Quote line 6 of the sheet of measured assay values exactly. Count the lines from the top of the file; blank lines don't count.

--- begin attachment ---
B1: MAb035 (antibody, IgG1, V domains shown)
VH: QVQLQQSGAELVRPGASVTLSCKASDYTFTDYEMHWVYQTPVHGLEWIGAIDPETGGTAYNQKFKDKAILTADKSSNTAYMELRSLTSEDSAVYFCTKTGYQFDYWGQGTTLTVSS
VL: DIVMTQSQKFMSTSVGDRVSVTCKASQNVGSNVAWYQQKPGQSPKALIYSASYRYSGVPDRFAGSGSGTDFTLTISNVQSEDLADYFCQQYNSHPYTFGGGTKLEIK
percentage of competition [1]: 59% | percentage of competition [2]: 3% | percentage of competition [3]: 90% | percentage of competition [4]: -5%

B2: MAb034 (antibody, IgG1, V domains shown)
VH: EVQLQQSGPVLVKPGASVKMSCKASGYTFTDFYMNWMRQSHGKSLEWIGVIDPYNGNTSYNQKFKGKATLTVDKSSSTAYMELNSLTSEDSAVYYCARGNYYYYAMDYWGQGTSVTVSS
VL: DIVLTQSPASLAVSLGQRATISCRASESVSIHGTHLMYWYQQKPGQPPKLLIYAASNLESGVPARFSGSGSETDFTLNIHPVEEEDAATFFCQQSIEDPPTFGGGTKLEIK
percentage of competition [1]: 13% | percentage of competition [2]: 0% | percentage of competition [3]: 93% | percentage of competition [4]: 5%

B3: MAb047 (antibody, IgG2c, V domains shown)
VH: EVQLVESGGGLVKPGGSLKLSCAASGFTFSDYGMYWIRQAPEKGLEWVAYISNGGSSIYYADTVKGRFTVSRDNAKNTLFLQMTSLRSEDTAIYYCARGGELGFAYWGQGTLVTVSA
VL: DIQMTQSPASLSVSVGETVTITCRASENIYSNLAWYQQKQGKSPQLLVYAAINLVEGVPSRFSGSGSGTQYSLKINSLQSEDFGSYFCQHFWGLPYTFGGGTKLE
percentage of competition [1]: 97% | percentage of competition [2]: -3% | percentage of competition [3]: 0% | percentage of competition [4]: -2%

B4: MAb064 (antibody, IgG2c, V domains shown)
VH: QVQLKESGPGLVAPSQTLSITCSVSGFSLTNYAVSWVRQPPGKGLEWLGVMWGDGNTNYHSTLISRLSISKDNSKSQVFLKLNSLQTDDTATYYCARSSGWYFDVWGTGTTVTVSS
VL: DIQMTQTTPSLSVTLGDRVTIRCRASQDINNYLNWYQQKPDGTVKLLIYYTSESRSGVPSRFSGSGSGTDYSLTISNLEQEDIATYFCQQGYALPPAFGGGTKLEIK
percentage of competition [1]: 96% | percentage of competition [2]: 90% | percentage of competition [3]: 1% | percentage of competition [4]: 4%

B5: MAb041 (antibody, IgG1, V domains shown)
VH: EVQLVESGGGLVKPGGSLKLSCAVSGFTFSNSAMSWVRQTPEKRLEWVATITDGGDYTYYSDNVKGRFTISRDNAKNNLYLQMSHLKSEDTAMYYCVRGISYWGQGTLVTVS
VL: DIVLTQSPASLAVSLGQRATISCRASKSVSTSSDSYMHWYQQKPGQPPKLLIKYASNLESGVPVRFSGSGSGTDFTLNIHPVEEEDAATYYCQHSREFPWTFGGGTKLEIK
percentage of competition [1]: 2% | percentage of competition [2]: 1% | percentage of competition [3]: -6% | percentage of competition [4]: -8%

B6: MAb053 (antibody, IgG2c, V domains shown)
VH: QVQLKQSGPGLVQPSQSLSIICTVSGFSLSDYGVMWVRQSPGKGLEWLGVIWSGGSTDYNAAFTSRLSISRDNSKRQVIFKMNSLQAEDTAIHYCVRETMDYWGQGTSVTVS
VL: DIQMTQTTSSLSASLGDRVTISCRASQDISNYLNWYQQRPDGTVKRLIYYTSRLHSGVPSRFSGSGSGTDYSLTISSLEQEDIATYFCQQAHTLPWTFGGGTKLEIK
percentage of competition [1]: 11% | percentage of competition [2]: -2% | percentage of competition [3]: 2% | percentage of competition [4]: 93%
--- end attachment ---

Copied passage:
VH: EVQLQQSGPVLVKPGASVKMSCKASGYTFTDFYMNWMRQSHGKSLEWIGVIDPYNGNTSYNQKFKGKATLTVDKSSSTAYMELNSLTSEDSAVYYCARGNYYYYAMDYWGQGTSVTVSS